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Basic Shapes with CSS3

Updated on January 2, 2014

With the introduction of CSS3, creating different shapes and sizes has become a breeze. For example, adding rounded corners in CSS2 was tricky. We had to use different images for each corner. In CSS3, creating rounded corners is easy. The border-radius property is used to create rounded corners.

Step 0:

Lets start by making two files:

  • index.html
  • style.css

Now include style.css in the index.html page.

Step 1:

The box.

Index.html

<div id="shape"></div>

Style.css

#shape {
    height: 100px;
    width: 100px;
    background: red;
}

Explanation

The CSS is pretty self explanatory. We have declared the properties of shape id. The code outputs a square of height and width 100px and red background.

Step 2:

Now lets add borders to our square.

Style.css

#shape {
    height: 100px;
    width: 100px;
    background: red;
    border: 20px solid green;
}

Explanation

When we specify border property of an element, we get the specified border with the mentioned properties. Here our border is 20px thick, solid line and green in colour.

Step 3:

Lets see what happens when we specify different colours to different borders of the same element.

Style.css

#shape {
    height: 100px;
    width: 100px;
    background: red;
    border-top: 20px solid green;
    border-right: 20px solid green;
    border-bottom: 20px solid green;
    border-left: 20px solid yellow;
}

Explanation

When we specify different coloured borders of the same element, we get a photo frame type effect where each border becomes a trapezium and thus all the borders get symmetrically placed covering the element they're assigned to. Here we have changed the colour of the left border to yellow keeping the rest borders green.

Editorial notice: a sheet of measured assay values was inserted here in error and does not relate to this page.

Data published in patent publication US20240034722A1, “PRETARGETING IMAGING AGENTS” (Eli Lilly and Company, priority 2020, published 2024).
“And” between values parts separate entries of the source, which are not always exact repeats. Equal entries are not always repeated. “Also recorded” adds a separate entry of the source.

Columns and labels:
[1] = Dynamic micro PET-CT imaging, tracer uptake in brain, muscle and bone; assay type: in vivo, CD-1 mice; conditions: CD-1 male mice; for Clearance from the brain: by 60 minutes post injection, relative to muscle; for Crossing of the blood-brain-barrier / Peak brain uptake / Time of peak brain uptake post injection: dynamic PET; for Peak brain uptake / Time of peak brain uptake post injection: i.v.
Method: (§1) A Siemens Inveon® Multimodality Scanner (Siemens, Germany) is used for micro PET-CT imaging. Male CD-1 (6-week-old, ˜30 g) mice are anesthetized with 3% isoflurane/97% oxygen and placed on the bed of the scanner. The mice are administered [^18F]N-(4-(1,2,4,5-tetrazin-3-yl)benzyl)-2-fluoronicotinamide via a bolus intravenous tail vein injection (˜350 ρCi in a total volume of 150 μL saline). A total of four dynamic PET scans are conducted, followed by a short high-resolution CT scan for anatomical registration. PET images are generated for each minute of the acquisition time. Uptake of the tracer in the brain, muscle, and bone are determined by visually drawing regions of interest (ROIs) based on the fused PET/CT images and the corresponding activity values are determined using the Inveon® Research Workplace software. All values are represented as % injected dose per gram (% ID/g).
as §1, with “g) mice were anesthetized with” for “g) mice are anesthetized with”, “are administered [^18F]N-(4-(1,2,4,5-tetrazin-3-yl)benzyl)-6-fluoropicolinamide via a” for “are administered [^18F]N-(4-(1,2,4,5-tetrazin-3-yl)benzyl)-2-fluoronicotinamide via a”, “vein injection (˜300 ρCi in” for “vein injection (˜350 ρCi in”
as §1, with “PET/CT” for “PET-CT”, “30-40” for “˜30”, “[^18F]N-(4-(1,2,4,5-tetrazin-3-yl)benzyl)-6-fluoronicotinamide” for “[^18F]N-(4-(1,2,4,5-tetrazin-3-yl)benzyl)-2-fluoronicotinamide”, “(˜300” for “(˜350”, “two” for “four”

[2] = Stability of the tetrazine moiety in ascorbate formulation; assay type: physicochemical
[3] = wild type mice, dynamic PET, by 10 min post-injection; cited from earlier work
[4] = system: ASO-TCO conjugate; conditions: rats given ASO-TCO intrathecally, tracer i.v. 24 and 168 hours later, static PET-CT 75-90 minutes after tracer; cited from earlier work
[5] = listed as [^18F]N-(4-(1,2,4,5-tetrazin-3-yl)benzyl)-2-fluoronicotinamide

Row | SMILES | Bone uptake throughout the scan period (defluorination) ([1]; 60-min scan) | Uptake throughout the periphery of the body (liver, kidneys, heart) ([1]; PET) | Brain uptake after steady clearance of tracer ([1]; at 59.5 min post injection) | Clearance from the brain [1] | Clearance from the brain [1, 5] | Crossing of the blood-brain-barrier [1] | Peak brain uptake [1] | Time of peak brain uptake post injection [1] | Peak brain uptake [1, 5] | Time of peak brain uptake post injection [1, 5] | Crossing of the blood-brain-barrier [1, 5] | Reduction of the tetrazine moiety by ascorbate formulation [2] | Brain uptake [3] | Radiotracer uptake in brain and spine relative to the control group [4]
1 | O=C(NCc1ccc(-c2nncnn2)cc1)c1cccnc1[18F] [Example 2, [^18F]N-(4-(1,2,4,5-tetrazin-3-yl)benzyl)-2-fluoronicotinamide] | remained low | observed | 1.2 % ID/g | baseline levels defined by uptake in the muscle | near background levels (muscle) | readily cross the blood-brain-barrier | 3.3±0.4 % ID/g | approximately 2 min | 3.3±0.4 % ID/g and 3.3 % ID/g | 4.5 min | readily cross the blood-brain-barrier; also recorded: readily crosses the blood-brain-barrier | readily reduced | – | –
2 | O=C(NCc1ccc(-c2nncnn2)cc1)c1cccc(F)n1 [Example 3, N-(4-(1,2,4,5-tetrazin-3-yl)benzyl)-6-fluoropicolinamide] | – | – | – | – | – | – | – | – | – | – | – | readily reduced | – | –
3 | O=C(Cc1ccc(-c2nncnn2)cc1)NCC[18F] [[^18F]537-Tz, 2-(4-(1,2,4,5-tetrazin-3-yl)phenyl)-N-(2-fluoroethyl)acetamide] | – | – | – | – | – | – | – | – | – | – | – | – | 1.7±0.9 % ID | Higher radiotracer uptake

Step 4:

Next, lets assign all different colours to different borders and decrease the size of the actual element.

Style.css

#shape {
    height: 10px;
    width: 10px;
    background: red;
    border-top: 20px solid green;
    border-right: 20px solid blue;
    border-bottom: 20px solid orange;
    border-left: 20px solid yellow;
}

Explanation

We get the above result after assigning different colours to different borders and reducing the height and width of our original square to 10px from 100px.

Step 5:

Guess what we get if we reduce the size of our original square to 0px and increase the border thickness.

Style.css

#shape {
    height: 0px;
    width: 0px;
    border-top: 50px solid green;
    border-right: 50px solid blue;
    border-bottom: 50px solid orange;
    border-left: 50px solid yellow;
}

Explanation

Pretty self explanatory. And we get a beautiful design.

Step 6:

Using the transparent attribute for top, left and right borders.

Style.css

#shape {
    height: 0px;
    width: 0px;
    border-top: 50px solid transparent;
    border-right: 50px solid transparent;
    border-bottom: 50px solid orange;
    border-left: 50px solid transparent;
}

Explanation

After making the 3 specified borders transparent, we have our first triangle built with CSS3.

Pacman built with CSS3

#shape {
    height: 0px;
    width: 0px;
    border-top: 50px solid yellow;
    border-right: 50px solid transparent;
    border-bottom: 50px solid yellow;
    border-left: 50px solid yellow;
    border-radius: 50%;
}

Hint

Try the above code yourself. Only an extra attribute, border-radius: 50% is used to make the entire element circular!

The purpose of using CSS3 for designing basic elements rather than using images of the same is to save bandwidth and loading time of the websites. Plus, by using CSS3 shapes with JavaScript we can make animations in websites which is not possible by using static images.

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